ABC of arterial and vascular disease Vasculitis

COS Savage, L Harper, P Cockwell, D Adu, A J Howie

Vasculitis is inflammation of blood vessel walls. The clinical and pathological features are variable and depend on the site and type of blood vessels that are affected. Diseases in which vasculitis is a primary process are called primary systemic vasculitides.

The main types of vasculitides can be described using clinical features and pathological findings according to the Chapel Hill Consensus Conference. These names and definitions will be followed in this article. Definitive classification of systemic vasculitis is unsatisfactory since aetiology and pathogenesis are rarely known, and clinical and histological features overlap. Vasculitis may also occur as a secondary feature in other diseases, such as systemic lupus erythematosus and rheumatoid arthritis.

Fever, night sweats, malaise, myalgia, and arthralgia are common in all types of vasculitis. Active vasculitis is usually associated with an acute phase response with an increase in C reactive protein concentration, erythrocyte sedimentation rate, or plasma viscosity.

Large vessel vasculitis

Temporal Artery Biopsy

Temporal artery biopsy specimen with giant cell inflammation

Giant cell arteritis (temporal arteritis)

Clinical features include unilateral throbbing headache, facial pain, and claudication of the jaw when eating. Visual loss is a feared symptom and may be sudden and painless, affecting part or all of the visual field. Diplopia may also occur. Giant cell arteritis is the most common type of primary systemic vasculitis with an incidence of 200/million population/year.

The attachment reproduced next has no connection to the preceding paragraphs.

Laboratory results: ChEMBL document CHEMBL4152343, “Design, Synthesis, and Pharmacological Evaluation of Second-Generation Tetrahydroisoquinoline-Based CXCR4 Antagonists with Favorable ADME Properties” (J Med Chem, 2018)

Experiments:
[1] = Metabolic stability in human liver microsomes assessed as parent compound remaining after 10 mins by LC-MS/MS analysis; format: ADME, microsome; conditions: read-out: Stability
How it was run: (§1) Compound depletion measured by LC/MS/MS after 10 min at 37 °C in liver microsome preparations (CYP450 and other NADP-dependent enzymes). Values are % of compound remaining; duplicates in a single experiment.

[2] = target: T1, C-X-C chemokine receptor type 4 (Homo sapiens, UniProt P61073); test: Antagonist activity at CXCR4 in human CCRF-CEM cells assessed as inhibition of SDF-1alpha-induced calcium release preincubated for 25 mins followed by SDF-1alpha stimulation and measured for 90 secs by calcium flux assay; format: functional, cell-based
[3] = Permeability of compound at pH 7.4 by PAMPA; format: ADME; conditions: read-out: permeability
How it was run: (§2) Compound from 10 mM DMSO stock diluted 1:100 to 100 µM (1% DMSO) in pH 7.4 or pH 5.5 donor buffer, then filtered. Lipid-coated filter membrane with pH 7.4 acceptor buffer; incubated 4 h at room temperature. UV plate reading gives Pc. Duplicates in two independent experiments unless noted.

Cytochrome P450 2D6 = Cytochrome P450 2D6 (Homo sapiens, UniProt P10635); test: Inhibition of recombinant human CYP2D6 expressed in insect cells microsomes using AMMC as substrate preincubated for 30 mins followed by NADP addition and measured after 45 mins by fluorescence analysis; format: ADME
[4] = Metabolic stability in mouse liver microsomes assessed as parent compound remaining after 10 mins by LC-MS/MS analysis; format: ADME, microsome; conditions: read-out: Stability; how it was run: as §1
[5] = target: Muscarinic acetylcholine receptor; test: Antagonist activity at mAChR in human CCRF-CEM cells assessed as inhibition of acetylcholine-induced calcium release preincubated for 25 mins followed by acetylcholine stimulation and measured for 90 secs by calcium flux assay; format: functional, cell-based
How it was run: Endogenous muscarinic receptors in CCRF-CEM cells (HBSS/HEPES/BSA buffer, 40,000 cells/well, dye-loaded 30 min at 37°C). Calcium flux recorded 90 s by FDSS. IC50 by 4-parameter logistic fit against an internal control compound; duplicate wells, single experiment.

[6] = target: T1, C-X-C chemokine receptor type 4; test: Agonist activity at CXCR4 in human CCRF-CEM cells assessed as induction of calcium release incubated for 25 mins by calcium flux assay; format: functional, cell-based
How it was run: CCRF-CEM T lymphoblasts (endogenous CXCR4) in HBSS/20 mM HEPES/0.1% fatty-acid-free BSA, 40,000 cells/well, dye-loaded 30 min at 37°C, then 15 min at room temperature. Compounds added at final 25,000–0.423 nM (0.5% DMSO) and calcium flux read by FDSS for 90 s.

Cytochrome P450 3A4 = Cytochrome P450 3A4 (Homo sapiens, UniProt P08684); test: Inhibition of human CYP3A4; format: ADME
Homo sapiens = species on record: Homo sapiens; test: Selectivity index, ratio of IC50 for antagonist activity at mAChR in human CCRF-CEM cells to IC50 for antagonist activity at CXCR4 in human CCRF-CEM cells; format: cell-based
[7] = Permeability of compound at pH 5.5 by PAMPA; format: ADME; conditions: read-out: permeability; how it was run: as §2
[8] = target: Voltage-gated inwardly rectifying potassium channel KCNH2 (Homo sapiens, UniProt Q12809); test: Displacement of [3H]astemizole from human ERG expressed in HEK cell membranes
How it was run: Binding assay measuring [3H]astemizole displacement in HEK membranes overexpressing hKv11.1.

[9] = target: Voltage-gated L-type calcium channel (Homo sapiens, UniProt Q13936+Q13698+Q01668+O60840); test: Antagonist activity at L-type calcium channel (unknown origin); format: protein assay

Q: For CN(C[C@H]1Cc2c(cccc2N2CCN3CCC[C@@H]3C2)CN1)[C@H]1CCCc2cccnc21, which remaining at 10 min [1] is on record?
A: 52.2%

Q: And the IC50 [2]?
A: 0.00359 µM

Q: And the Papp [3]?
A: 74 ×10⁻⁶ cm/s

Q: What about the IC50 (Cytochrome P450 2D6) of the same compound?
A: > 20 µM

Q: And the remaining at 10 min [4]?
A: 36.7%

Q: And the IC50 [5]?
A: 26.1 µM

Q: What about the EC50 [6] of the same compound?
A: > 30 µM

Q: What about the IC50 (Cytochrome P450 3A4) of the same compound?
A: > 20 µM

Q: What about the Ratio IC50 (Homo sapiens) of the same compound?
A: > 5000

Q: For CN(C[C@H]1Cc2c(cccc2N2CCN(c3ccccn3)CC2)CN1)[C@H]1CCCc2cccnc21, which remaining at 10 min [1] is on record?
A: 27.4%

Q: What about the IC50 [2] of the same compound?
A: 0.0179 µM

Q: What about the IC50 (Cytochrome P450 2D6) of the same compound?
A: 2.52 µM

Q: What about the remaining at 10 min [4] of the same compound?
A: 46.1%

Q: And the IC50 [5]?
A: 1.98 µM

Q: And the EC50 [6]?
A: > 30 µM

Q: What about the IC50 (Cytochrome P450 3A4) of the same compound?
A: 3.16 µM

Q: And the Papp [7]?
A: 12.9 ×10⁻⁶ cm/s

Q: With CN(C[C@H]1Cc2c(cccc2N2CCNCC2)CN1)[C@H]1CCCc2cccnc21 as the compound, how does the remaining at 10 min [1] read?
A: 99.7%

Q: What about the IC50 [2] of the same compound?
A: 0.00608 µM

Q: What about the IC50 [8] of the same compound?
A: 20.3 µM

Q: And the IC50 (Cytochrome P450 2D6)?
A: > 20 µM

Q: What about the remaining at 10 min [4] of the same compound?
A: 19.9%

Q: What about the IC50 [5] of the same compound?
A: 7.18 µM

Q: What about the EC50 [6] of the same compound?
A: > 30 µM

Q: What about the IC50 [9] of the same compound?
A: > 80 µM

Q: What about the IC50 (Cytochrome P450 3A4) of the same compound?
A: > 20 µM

Treatment is with high dose corticosteroids (40-60 mg/day), which should be started as soon as the diagnosis is suspected to avoid visual loss. The diagnosis is confirmed by biopsy of the affected artery, done within 24 hours of starting corticosteroids. The corticosteroid dose may be reduced to 10 mg/day over six months and then more slowly to a maintenance of 5-10 mg/day. Maintenance treatment may be required for two years. The disease is monitored by measuring C reactive protein concentrations, erythrocyte sedimentation rate, or plasma viscosity.

Takayasu's arteritis

Takayasu's arteritis is most common in Asia and the Far East and affects women more than men. Disease of the arteries supplying the arms, head, neck, and heart leads to the aortic arch syndrome with claudication of the arm, loss of arm pulses, variation in blood pressure of more than 10 mm Hg between the arms, arterial bruits, angina, aortic regurgitation, syncope, stroke, and visual disturbance. The descending aortic syndrome may cause bowel ischaemia or infarction, renovascular hypertension, and renal impairment.

Diagnosis is by angiography or magnetic resonance angiography. Treatment of acute disease in patients with high C reactive protein concentration or erythrocyte sedimentation rate is with corticosteroids. Cytotoxic drugs such as cyclophosphamide can be added if steroids alone do not control the disease. Surgery or angioplasty may be required for stenoses once active inflammation has been controlled.

Temporal artery biopsy specimen with giant cell inflammation

Definitions of large vessel vasculitis Giant cell arteritis (temporal arteritis)

• Granulomatous arteritis of aorta and its major branches, especially extracranial branches of carotid artery

• Often affects temporal artery

• Usually occurs in patients older than 50 years

• Often associated with polymyalgia rheumatica Takayasu's arteritis

• Granulomatous inflammation of aorta and its major branches

• Usually occurs in patients younger than 50 years

Aorta (large artery)

Renal artery (medium sized artery)

Interlobular artery (small artery)


Chapel Hill Vasculitis Classification

Giant cell (temporal) arteritis and Takayasu's arteritis

Polyarteritis nodosa and Kawasaki disease


I Microscopic polyangiitis, Wegener's granulomatosis and | Churg-Strauss syndrome

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